Kramer, John Albert ("Jack")
KRAMER, John Albert ("Jack")
(b. 1 August 1921 in Las Vegas, Nevada), tennis champion, tennis promoter, and proponent of percentage tennis.
Kramer was born in Las Vegas, the son of David Kramer, a locomotive engineer. The family moved to Montebello, California, a Los Angeles suburb, so that Kramer could benefit from the top-notch tennis instructors there. After studying at Montebello High School, he spent one semester at the University of Southern California in Los Angeles, then one year at Rollins College in Winter Park, Florida, which was then one of the magnet schools for top tennis talent. He served in the U.S. Coast Guard during World War II, and then was ready to devote himself to the game of tennis.
The sport of tennis had suffered during the war. Some major championships had not been held, no big new players had emerged, and the tennis world was caught between nostalgia for the earlier heyday of Donald Budge and the new tennis exemplified by Bobby Riggs. Into this mixture came the young Kramer, who soon showed his competitive spirit and heart. Known as the Hard Luck Kid, Kramer had to withdraw from several competitions and lost others due to injuries and illnesses including appendicitis, blisters, and tennis elbow. Whether these were simply run-of-the-mill ailments or whether they were brought on by his intense style cannot be determined. Regardless, Kramer changed men's tennis.
Even the greatest earlier champions, William Tilden and Budge among them, essentially had been all-court players, men who could play equally well in almost any location of the court. Kramer eschewed this approach, concentrating on what he called "percentage tennis" and what his admirers called the "big game." Kramer took the net each and every time it was possible, and used the "serve-volley" style of tennis to blast opponents off the court. While this style was intimidating, Kramer always claimed he employed it because he followed the percentages. It took far less energy, he argued, to follow a serve or approach shot to the net than it did to run back and forth around the baseline, in an ongoing duel.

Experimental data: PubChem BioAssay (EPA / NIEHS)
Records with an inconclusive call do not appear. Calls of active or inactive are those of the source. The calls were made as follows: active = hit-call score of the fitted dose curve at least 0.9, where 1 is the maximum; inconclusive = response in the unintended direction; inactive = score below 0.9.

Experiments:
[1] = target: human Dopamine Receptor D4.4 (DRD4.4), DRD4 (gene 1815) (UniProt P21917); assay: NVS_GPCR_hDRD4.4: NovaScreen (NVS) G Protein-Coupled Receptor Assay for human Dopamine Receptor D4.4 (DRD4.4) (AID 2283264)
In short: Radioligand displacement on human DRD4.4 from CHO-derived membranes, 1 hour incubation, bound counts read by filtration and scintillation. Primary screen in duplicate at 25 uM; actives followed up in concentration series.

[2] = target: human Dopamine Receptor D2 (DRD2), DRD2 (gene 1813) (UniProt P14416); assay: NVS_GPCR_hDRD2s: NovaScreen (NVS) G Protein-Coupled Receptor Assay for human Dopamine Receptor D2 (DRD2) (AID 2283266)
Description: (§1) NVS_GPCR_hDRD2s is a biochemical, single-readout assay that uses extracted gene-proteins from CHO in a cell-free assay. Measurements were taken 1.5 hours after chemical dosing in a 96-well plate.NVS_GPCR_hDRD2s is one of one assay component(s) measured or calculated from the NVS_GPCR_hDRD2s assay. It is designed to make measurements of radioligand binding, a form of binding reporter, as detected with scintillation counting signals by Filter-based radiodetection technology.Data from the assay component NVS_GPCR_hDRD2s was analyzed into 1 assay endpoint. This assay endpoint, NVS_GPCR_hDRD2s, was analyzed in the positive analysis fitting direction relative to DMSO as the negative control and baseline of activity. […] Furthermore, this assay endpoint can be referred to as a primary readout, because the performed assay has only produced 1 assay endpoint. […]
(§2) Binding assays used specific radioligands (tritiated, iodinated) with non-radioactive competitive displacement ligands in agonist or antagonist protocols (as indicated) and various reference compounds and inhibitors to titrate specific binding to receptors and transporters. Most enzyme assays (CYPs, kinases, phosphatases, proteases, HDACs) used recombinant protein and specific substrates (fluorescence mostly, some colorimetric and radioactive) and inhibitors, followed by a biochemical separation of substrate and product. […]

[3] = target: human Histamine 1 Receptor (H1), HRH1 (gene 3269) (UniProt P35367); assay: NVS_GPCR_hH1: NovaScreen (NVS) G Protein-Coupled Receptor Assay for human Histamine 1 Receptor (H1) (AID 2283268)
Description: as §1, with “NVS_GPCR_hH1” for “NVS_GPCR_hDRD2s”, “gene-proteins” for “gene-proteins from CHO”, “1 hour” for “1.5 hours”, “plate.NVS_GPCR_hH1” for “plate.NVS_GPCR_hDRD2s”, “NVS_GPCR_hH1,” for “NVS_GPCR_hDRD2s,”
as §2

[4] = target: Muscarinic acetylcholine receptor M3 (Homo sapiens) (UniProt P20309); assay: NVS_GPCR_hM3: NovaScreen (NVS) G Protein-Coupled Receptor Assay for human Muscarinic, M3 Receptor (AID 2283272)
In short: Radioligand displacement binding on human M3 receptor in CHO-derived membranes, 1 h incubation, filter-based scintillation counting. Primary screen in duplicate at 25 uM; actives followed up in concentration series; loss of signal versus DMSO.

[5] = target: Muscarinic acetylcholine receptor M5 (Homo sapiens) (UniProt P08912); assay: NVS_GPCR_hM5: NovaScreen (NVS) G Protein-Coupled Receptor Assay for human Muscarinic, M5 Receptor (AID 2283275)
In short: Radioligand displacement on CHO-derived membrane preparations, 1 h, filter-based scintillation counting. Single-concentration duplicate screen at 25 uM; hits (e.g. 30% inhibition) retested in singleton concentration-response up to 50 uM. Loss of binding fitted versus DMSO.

Kramer had his first big success at the U.S. National Singles Championships at Forest Hills, New York, in 1946. He went on to win the Wimbledon tournament in England in 1947, repeated his victory at Forest Hills, and then turned professional. In the late 1940s there was still a distinct separation between the amateur and professional games; "open" tennis, meaning tournaments that were open to both amateurs and professionals, did not begin until 1968.
Kramer shone as a professional. He embarked on year-long odysseys in which he faced the same opponent, night after night, in different cities and towns. Two of his most memorable challenges were from Riggs in 1947 and Pancho Gonzales in 1949. Kramer smothered both of them, defeating Riggs by 81–20 and Gonzales by 96–27, as measured by their "one-on-one" tour totals. When questioned years later, Kramer often asserted that both Riggs and Gonzales were better players technically than he was, but that he had learned the knack of winning on the grueling tour and they had not.
Years of injuries eventually took their toll, and Kramer retired from playing tennis in 1952. He quickly began directing and managing tennis stars and events, in the style of an impresario. Kramer became the manager for the men's professional tour, which, in the words of the tennis commentator Bud Collins, was "four guys and a canvas court. They jaunted wherever the schedule, made up by their boss, Jack Kramer, carried them."
The 1950s were a time when great champions played for relatively small purses. Tennis players who wanted to earn some type of a living had to turn professional, and by doing so excluded themselves from the four big events of the Australian, French, English, and U.S. championships. This was a stiff price to pay, but nearly all of Kramer's sports contemporaries turned professional: Gonzales in 1949; Tony Trabert in 1956; and Ken Rosewall and Lew Hoad, the Australian boy wonders, in 1957. These formidable men, with egos to match, were subsequently managed and directed by Kramer, who decided on a schedule and sent his men and their canvas court around the world.